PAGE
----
Taking Stock / Mizrahi's Image Problems

Everybody in banking circles knows it: United Mizrahi Bank has an image problem. It surfaced again when the first step taken by the bank's brand new CEO, Eli Yones, was to merge Mizrahi with its mortgages subsidiary, Tefahot.

We might have thought that its image problem lay in marrying the two brand names, Mizrahi and Tefahot, but this week, the bank revealed another image problem that has kept its board of directors intensely preoccupied in the last year. It turns out that Mizrahi's image is highly problematic in bank manager circles. Dubiety reigned regarding its capacity of rewarding executives properly, as befit their lofty status.

All Mizrahi's efforts to change that image as a skinflint came to naught, and what did the beleaguered bank not try! At first, it tried to pay former CEO Victor Medina NIS 3.5 million to NIS 4.5 million a year. It cut the check, but to no avail.

Having failed with Medina, the bank imported a new manager, Yones, and sewed him the most astonishingly generous pay package in the history of Israeli banking. His base wage is NIS 176,000 a month, but it could reach NIS 20 million, if you factor in stock options worth millions of dollars.

But lo and behold, even then, the bank failed to change its image as being a petty little penny-pincher, a bank of small people who simply didn't appreciate big managers.

How embarrassing. So the sages of the Mizrahi board sat down with billionaire Idan Ofer, tycoon Mozi Wertheim, the bank's owners, and chairman Jacob Perry, and wondered what to do. And finally, they found the answer. As a result, the management board convened on September 7, 2004, and decided to pay departing CEO Medina, a nice retirement gift of $3 million, even though the bank had already fulfilled all its contractual obligations to him and did not owe him so much as a penny.

If we pay Medina another $3 million that we don't have to, reasoned the audit committee members, the market will get the message once and for all and stop calling us mingy midgets. And so they voted yea, and shed that excruciating image once and for all.

Ofer, Wertheim know what they're doing

Okay, we've had our laugh. At this stage, you're probably sick of that skit, and wish we'd get down to brass tacks. Right?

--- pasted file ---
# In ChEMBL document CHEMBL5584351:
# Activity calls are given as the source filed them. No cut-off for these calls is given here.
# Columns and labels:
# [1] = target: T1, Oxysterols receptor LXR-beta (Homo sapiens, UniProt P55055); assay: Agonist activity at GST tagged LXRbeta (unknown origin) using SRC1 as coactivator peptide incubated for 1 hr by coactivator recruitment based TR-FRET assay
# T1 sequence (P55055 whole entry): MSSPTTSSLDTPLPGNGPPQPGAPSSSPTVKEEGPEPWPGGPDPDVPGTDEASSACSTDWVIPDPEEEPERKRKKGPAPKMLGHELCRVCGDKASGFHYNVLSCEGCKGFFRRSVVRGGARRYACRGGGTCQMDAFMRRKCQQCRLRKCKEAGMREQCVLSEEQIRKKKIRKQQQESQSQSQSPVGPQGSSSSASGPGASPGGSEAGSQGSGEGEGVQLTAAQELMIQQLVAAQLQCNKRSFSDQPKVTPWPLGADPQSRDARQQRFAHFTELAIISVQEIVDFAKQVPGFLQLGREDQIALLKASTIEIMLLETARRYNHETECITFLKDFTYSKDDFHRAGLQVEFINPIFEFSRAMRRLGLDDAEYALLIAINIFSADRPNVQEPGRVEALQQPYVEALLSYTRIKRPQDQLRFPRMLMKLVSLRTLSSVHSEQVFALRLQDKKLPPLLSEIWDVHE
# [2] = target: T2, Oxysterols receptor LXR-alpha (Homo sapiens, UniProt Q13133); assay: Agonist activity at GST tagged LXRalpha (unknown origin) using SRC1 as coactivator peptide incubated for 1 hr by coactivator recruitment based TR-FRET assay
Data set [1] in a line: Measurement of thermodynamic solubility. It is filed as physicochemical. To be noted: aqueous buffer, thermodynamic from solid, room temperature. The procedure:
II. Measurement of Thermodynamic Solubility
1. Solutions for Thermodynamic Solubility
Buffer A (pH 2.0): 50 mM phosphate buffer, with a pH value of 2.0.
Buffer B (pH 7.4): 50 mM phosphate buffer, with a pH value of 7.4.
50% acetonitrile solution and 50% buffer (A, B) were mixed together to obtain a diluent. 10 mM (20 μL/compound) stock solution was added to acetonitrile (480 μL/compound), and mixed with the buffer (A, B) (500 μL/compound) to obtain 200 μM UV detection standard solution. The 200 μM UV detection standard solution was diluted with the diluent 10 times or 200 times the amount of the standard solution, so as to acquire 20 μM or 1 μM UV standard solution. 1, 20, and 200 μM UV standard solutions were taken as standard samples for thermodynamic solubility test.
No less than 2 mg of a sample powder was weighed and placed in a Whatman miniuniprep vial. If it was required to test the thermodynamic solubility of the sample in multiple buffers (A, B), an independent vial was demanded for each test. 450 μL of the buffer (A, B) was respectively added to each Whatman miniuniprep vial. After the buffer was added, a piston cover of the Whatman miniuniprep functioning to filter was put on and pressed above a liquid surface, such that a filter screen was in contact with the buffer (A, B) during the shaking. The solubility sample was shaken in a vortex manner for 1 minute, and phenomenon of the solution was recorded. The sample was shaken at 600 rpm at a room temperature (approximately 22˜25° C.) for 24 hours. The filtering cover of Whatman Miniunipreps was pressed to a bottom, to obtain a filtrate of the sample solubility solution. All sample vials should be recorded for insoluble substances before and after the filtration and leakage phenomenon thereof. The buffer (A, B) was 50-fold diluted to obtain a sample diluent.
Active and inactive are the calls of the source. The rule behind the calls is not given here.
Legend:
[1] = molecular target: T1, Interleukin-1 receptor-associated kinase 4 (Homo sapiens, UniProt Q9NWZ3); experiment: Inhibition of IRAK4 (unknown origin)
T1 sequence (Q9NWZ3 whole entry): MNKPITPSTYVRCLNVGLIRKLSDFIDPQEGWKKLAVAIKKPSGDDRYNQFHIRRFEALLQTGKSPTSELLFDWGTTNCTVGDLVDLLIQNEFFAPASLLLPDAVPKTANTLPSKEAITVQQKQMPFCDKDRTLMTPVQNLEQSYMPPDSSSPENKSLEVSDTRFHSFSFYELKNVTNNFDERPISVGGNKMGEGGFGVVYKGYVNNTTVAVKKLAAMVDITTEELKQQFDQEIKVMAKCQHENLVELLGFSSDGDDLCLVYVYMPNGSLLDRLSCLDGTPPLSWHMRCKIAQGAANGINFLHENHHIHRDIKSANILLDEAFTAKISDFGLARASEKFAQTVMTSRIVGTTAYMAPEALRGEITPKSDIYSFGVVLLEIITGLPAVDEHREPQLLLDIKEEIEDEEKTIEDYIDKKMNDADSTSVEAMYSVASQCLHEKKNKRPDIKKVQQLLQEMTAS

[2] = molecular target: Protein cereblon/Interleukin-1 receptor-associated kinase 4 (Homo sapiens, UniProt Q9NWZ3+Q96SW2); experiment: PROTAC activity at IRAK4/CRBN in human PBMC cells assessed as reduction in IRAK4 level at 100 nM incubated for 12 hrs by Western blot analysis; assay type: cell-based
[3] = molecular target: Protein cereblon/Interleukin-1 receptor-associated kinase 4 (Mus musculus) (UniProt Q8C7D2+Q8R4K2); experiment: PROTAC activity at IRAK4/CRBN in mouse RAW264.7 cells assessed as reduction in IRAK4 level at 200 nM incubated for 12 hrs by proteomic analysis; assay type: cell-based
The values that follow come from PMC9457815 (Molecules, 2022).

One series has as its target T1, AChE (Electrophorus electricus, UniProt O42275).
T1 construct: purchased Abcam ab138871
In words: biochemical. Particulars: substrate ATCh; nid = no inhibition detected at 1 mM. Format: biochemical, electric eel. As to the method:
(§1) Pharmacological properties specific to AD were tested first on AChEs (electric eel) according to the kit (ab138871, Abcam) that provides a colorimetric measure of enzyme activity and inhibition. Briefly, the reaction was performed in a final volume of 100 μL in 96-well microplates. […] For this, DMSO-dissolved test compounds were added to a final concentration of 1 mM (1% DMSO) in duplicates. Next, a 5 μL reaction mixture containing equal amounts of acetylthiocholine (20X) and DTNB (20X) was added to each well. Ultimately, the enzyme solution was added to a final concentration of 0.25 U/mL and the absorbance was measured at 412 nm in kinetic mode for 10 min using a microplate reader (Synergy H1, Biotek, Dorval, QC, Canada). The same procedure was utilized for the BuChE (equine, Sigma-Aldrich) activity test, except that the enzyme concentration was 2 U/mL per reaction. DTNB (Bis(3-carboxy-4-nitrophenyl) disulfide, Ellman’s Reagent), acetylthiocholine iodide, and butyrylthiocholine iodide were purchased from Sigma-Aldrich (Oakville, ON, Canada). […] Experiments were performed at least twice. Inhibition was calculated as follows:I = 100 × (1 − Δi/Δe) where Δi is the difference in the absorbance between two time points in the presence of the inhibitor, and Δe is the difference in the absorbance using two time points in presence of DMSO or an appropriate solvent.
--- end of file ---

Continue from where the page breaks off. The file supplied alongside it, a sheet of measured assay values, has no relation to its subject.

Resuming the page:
Maybe, but the thing is, it's not a skit. The above arises from the minutes of the bank's audit committee meeting, which the Israel Securities Authority forced the bank to disclose.

This is how the panel explained its decision to pay a former CEO, owed nothing, the extraordinary sum of $3 million. "The committee members estimate that the bank and its shareholders will receive controlling interest benefit in the future by giving the gift, and from the bank being identified in the business community as one that rewards talented management amply, reflecting their contribution to the bank. As such the bank can continue competing over the services of the best managers in Israel."

Enough of this babble. Mizrahi did not owe Medina one red cent. Ofer and Wertheim had very good reasons to deposit $3 million into Medina's pockets. Trust them. They are grizzled business sharks who know very well why it pays for them to give him the money, even though he won't be working for them so much as another hour.

Rats. A new image problem surfaces

But now the Mizrahi board has a whole new image problem. Not only did they pay $3 million they didn't have to pay; they went to great effort to conceal the gift. Finally, they were forced to admit the entire chain of events preceding the decision, from the moment Wertheim and Ofer wrote a letter about it to Medina without advising the board, to the moment the bank's legal counsel Shimon Weiss said the bank should tell shareholders about it, to the moment the bank decided not to say a word anyway, and convinced its auditors that it really didn't have to.

Throughout most of Medina's tenure at the bank, its directors were at odds. Almost all the fights were leaked to the press, which diligently reported the snarling and the directors' letters defaming the CEO and so on.

Now the Mizrahi board has sunk to a new low. The directors look like a bunch of fools, happily forking over tremendous sums to former managers with no good reason. They seem to be acting as a rubber stamp for the controlling shareholders, all the while straining to hide information from the public.

On Monday, the shareholders issued an announcement to the press, complaining about a witch-hunt against Perry a few days after the bank reluctantly disclosed the whole curious affair, at the urging of the Israel Securities Authority.

They took the opportunity of scrubbing Perry's image to sling some mud at Medina, who's become persona non grata now that his chance of becoming the next Bank of Israel governor has evaporated. They also swiped at Weiss, who'll also be going home one day with a handsome present in hand. In other words, this is not just a bad board, it's a cowardly one too.